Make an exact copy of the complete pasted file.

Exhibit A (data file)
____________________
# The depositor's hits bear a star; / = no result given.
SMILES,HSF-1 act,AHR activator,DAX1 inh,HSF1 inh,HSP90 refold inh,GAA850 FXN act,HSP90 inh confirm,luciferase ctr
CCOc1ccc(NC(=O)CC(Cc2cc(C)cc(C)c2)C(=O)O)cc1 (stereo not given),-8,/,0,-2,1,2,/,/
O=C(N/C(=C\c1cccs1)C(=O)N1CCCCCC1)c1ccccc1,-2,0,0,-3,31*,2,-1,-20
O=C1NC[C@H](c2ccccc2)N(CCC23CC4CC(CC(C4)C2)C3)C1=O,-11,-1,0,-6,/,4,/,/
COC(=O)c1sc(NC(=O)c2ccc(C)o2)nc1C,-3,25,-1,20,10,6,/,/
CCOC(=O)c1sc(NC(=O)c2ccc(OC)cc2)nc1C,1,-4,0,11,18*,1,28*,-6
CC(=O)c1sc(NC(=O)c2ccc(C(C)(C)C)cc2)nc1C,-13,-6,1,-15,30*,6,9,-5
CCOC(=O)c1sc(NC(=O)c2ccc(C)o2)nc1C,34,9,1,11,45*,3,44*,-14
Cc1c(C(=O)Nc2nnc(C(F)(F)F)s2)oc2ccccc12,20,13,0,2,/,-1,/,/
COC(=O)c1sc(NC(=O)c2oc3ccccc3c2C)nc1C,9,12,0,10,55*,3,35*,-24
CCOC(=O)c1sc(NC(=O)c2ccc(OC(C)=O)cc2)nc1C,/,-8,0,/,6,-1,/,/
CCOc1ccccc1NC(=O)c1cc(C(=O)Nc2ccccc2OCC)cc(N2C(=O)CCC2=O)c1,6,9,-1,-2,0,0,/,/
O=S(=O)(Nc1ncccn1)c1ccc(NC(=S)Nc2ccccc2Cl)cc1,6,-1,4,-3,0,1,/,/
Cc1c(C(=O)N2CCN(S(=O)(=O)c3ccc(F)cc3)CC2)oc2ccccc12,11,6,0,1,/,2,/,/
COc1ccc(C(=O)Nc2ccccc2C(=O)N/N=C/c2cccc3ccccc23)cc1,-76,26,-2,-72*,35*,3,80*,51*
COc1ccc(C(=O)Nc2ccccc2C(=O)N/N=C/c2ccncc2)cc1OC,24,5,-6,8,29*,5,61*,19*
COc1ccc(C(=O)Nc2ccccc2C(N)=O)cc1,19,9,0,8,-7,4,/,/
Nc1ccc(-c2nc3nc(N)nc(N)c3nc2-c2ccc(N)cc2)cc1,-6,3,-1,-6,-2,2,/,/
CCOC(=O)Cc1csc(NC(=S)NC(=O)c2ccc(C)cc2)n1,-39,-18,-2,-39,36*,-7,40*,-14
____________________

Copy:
# The depositor's hits bear a star; / = no result given.
SMILES,HSF-1 act,AHR activator,DAX1 inh,HSF1 inh,HSP90 refold inh,GAA850 FXN act,HSP90 inh confirm,luciferase ctr
CCOc1ccc(NC(=O)CC(Cc2cc(C)cc(C)c2)C(=O)O)cc1 (stereo not given),-8,/,0,-2,1,2,/,/
O=C(N/C(=C\c1cccs1)C(=O)N1CCCCCC1)c1ccccc1,-2,0,0,-3,31*,2,-1,-20
O=C1NC[C@H](c2ccccc2)N(CCC23CC4CC(CC(C4)C2)C3)C1=O,-11,-1,0,-6,/,4,/,/
COC(=O)c1sc(NC(=O)c2ccc(C)o2)nc1C,-3,25,-1,20,10,6,/,/
CCOC(=O)c1sc(NC(=O)c2ccc(OC)cc2)nc1C,1,-4,0,11,18*,1,28*,-6
CC(=O)c1sc(NC(=O)c2ccc(C(C)(C)C)cc2)nc1C,-13,-6,1,-15,30*,6,9,-5
CCOC(=O)c1sc(NC(=O)c2ccc(C)o2)nc1C,34,9,1,11,45*,3,44*,-14
Cc1c(C(=O)Nc2nnc(C(F)(F)F)s2)oc2ccccc12,20,13,0,2,/,-1,/,/
COC(=O)c1sc(NC(=O)c2oc3ccccc3c2C)nc1C,9,12,0,10,55*,3,35*,-24
CCOC(=O)c1sc(NC(=O)c2ccc(OC(C)=O)cc2)nc1C,/,-8,0,/,6,-1,/,/
CCOc1ccccc1NC(=O)c1cc(C(=O)Nc2ccccc2OCC)cc(N2C(=O)CCC2=O)c1,6,9,-1,-2,0,0,/,/
O=S(=O)(Nc1ncccn1)c1ccc(NC(=S)Nc2ccccc2Cl)cc1,6,-1,4,-3,0,1,/,/
Cc1c(C(=O)N2CCN(S(=O)(=O)c3ccc(F)cc3)CC2)oc2ccccc12,11,6,0,1,/,2,/,/
COc1ccc(C(=O)Nc2ccccc2C(=O)N/N=C/c2cccc3ccccc23)cc1,-76,26,-2,-72*,35*,3,80*,51*
COc1ccc(C(=O)Nc2ccccc2C(=O)N/N=C/c2ccncc2)cc1OC,24,5,-6,8,29*,5,61*,19*
COc1ccc(C(=O)Nc2ccccc2C(N)=O)cc1,19,9,0,8,-7,4,/,/
Nc1ccc(-c2nc3nc(N)nc(N)c3nc2-c2ccc(N)cc2)cc1,-6,3,-1,-6,-2,2,/,/
CCOC(=O)Cc1csc(NC(=S)NC(=O)c2ccc(C)cc2)n1,-39,-18,-2,-39,36*,-7,40*,-14